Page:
Churchill Downs Inc.

Illinois Grants 2021 Dates Amid Distrust for Arlington’s Corporate Ownership

Citing distrust in Churchill Downs, Inc. (CDI), the gaming corporation that owns Arlington International Racecourse, the leadership of the Illinois Thoroughbred Horsemen's Association (ITHA) on Sept. 16 asked the Illinois Racing Board (IRB) to impose a condition on 2021 race dates that would withhold millions of dollars in purse fund "recapture" money from the track if it did not end up racing its applied-for 68 days next year. The IRB, which was meeting with three newly appointed commissioners for the first time on Wednesday, probed Arlington president Tony Petrillo about...

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Arlington Contract Finally Inked, New Controversy Erupts Over Hawthorne Stabling

The long-overdue contract between Arlington International Race Course and the Illinois Thoroughbred Horsemen's Association (ITHA) was inked just minutes before a 9 a.m. Monday Illinois Racing Board (IRB) meeting, enabling racing commissioners to finally approve a 30-date summer season at the suburban Chicago track that will run July 23 through Sep. 26. Racing will be conducted Thursdays through Saturdays, with no open stakes races in 2020, including the track's signature event, the GI Arlington Million. TDN requested purse level specifics from ITHA representatives, but received no response prior to deadline...

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Amid Pandemic, CDI Reports TwinSpires Growth

Predictably, Churchill Downs, Inc. (CDI), on Wednesday reported 2020 first-quarter revenue drops because of the COVID-19 pandemic that has shut down racing and gaming throughout the nation since mid-March. But CDI noted within those results that it experienced "strong performance" from its TwinSpires advance-deposit wagering platform, with handle growth of 8.3% over the prior year's quarter. "For the first quarter of 2020, net revenue increased $4.3 million from the prior year quarter primarily due to a $3.7 million increase at TwinSpires," CDI reported in its Apr. 29 United States Securities...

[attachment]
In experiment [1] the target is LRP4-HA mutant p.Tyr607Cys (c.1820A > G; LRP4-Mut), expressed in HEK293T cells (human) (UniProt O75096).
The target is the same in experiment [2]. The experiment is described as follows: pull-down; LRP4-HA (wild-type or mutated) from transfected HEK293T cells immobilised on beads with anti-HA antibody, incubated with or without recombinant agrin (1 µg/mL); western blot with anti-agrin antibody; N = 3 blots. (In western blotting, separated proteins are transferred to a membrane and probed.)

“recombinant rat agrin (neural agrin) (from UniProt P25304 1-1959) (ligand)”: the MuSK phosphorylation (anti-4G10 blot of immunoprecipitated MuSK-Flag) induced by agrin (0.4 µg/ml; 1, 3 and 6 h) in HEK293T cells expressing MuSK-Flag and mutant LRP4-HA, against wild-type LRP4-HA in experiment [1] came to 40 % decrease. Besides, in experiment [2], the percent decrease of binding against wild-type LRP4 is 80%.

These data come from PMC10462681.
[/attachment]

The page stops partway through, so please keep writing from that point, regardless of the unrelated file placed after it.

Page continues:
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Two COVID-19 Positives at Turfway; Churchill Reopening Remains Up in the Air

A pair of workers at Turfway Park--one backstretch worker and one track employee--have tested positive for coronavirus in recent weeks, according to a report first published by Blood-Horse. Turfway's parent company Churchill Downs ended the Turfway meet--which had been being conducted without spectators--three days earlier than scheduled last month, citing Kentucky Governor Andy Beshear's "Healthy at Home" executive order. Churchill Downs, Inc. spokesperson Tonya Abeln confirmed to the TDN Wednesday that the ill backstretch worker was symptomatic more than two weeks ago and was subsequently hospitalized and tested positive for...

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Turfway Park the Latest Coronavirus Closure

Churchill Downs announced the closure of Turfway Park Wednesday due to the coronavirus pandemic, citing the "Healthy at Home" Executive Order 2020-257 issued by Kentucky Governor Andy Beshear. With the Turfway racing season scheduled to run through Saturday, March 28, the remainder of the meet has been cancelled. Turfway Park's backside will remain open for training because it falls under the "life-sustaining business" category as it provides "food, shelter, and other necessities of life for animals."

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Churchill Downs to Invest $5.6M in New Tapeta Synthetic Track at Turfway

Churchill Downs Incorporated plans to invest $5.6 million to replace the existing track at Turfway Park with a new Tapeta synthetic track through an agreement with Tapeta Footings, Inc., CDI announced Tuesday. The removal of Turfway's existing Polytrack and installation of the new Tapeta synthetic track will take place immediately following the close of Turfway's Winter/Spring Meet Mar. 28 and is expected to be ready for the 2020 Holiday Meet beginning Dec. 2. CDI owns and operates three of the four synthetic tracks in the United States and Turfway will...

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No Offers in Pipeline to Buy Arlington; No Budge in Contract Stalemate

Purse contract negotiations between the Illinois Thoroughbred Horsemen's Association (ITHA) and Arlington Park remain deadlocked three weeks after missing a state-mandated deadline to have one in place for the 2020 meet. Despite the issue taking center stage with 90 minutes of testy back-and-forth debate at Tuesday's Illinois Racing Board (IRB) meeting, the two sides appear no closer to bridging the gap, which chiefly hinges on a daily average purse figure of $130,000 versus $200,000 for the 68-date, May-through-September meet. IRB chairman Jeffrey Brincat did underscore on Tuesday that the horsemen...

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